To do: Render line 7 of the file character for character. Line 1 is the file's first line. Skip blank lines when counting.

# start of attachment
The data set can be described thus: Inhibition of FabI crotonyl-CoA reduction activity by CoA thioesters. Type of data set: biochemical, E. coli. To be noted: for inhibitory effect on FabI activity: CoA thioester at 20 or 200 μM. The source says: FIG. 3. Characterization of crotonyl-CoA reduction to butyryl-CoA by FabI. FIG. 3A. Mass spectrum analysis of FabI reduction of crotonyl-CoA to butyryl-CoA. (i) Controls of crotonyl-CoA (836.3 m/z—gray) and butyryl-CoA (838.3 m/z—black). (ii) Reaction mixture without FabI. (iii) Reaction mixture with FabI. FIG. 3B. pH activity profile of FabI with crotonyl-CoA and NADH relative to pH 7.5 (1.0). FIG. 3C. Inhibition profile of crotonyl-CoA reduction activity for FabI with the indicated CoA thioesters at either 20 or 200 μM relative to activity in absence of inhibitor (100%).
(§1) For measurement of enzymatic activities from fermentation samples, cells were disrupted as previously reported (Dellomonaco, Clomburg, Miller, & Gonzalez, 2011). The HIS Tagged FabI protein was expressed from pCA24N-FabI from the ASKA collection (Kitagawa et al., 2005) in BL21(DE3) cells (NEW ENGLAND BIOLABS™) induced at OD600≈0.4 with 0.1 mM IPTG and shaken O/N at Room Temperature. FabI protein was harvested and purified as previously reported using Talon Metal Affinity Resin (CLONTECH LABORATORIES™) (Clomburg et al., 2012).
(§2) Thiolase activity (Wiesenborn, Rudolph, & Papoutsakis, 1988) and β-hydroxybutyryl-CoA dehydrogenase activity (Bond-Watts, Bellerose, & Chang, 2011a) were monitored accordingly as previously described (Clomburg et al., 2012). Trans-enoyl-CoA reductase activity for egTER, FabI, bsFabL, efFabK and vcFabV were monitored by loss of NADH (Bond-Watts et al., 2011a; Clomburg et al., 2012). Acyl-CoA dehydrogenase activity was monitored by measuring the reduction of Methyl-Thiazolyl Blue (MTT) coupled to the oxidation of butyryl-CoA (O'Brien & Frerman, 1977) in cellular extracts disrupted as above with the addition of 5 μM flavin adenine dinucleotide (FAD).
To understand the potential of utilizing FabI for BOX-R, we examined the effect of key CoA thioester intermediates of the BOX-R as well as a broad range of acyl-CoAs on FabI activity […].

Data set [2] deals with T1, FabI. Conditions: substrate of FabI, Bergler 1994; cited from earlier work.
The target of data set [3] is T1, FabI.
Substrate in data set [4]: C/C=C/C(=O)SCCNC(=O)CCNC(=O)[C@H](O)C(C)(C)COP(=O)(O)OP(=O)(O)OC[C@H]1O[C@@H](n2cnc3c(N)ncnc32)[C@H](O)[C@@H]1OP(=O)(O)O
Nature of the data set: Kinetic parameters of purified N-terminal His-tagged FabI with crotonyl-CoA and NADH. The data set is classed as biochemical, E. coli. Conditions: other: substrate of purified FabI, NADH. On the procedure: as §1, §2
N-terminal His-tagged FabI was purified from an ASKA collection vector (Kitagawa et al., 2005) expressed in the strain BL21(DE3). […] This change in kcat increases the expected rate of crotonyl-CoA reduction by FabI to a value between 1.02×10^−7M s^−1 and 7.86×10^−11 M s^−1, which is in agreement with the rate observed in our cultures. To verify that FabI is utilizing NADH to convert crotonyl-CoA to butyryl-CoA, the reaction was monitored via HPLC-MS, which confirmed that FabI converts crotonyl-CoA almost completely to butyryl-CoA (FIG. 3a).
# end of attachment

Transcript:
Substrate in data set [4]: C/C=C/C(=O)SCCNC(=O)CCNC(=O)[C@H](O)C(C)(C)COP(=O)(O)OP(=O)(O)OC[C@H]1O[C@@H](n2cnc3c(N)ncnc32)[C@H](O)[C@@H]1OP(=O)(O)O